In recent years I have been part of Tyne and Wear Citizens (part of Citizens UK), a broad-based alliance of civic institutions working together through a mutually agreed framework of community organising to listen to our communities and agree priorities. The Citizens model of community organising, which is rooted in a relational culture of deep listening and alliance building, strengthens the relationship assets that are necessary to mend the fractured fabric of our civil society.  This contrasts with the limited extent that well-designed public spaces (although greatly missed when use is rationed) can forge mutual trust by ‘thrown togetherness’ alone. We recognise that these social characteristics of alliance building are flourishing in our member institutions in the current emergency situation. This is also evident in groups of volunteers organising mutual aid throughout the Coronavirus outbreak in the UK.

Unfortunately, the more accurate term ‘physical distancing’ is not taking off. Once terms become normalised (by government and mainstream broadcasting) they are very hard to shift. This worries us because we have witnessed in a climate of austerity and post-Brexit how careless talk quite literally costs lives. That social distancing contributes to both structural and physical violence is evident when comparing such careless talk to rising hate crimes, the toxic state of public discourse, social injustice in poverty wages, poor mental health and patterns of increasing domestic violence and misogynistic abuse.  Citizens UK recognise that community organising around issues of shared concern is more important than ever to ensure we can remake civil society and build a better future, in the united way that we respond to Coronavirus. This requires social connection, not distancing.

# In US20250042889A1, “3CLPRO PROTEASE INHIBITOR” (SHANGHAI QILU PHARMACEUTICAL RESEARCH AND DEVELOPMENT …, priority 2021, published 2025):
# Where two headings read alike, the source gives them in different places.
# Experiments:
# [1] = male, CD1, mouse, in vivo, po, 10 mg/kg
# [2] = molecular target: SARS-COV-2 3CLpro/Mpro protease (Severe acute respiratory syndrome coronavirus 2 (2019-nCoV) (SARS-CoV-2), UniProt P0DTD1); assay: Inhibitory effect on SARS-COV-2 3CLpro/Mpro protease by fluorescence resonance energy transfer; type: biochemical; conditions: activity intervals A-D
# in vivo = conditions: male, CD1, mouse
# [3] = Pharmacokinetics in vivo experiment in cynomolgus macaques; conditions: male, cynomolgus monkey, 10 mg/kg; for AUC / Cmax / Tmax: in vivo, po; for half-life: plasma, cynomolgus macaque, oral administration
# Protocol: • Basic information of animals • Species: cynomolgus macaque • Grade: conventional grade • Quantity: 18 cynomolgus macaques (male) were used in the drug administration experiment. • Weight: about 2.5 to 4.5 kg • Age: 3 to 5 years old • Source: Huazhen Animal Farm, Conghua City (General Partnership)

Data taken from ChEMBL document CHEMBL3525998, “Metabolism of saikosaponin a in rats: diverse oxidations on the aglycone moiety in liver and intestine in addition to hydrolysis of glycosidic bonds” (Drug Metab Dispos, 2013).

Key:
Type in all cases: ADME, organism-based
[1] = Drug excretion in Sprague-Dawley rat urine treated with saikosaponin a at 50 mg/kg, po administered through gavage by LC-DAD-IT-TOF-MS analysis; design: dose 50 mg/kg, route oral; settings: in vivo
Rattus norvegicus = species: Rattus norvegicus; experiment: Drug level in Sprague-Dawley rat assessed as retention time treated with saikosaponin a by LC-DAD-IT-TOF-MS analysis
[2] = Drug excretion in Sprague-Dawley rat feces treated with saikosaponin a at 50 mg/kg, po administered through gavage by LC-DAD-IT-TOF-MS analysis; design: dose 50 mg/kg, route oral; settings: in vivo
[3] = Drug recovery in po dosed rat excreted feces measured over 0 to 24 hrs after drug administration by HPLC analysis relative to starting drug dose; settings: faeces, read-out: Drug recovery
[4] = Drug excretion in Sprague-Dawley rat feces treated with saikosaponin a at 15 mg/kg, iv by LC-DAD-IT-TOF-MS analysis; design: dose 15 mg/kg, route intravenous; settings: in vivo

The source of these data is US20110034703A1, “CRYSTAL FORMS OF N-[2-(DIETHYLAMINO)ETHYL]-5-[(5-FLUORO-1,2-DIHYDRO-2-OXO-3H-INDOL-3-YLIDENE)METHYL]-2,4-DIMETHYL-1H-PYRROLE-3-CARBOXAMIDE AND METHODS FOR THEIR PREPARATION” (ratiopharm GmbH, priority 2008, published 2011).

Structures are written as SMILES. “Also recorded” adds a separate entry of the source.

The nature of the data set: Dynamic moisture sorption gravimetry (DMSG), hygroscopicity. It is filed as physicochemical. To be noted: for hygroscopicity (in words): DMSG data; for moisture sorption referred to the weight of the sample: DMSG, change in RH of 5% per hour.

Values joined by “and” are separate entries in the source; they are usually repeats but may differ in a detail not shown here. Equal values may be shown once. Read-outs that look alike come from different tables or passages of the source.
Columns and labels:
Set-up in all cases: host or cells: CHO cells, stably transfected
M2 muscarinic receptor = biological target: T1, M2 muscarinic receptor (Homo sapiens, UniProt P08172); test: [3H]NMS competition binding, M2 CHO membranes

From the beginning of this period of unprecedented restriction to movement and effective house arrest, friends and neighbours have been acting on their impulses to help those around them. This includes forming Mutual Aid Groups and swelling the ranks of the New Volunteer Service, delivering groceries and telephoning those who are sick at home or in protective isolation. In my own neighbourhood, people who previously knew little about each other have been connecting socially in creative ways (swapping jigsaws, stories and vital baking ingredients) without physically being in the same space.

In short, how we talk about distancing (physical, not social) influences the cultural context in which we navigate and negotiate our collective exit from this pandemic. For all our sakes, we must build on the common ground of mutuality and unity – rediscovering a spirit of community that respects and values all human beings. 

This blog also appears on the Citizens UK website: https://www.citizensuk.org/physical-distancing

1 WHO (2020) Covid-19. Available at: https://www.who.int/docs/default-source/coronaviruse/transcripts/who-audio-emergencies-coronavirus-press-conference-full-20mar2020.pdf?sfvrsn=1eafbff_0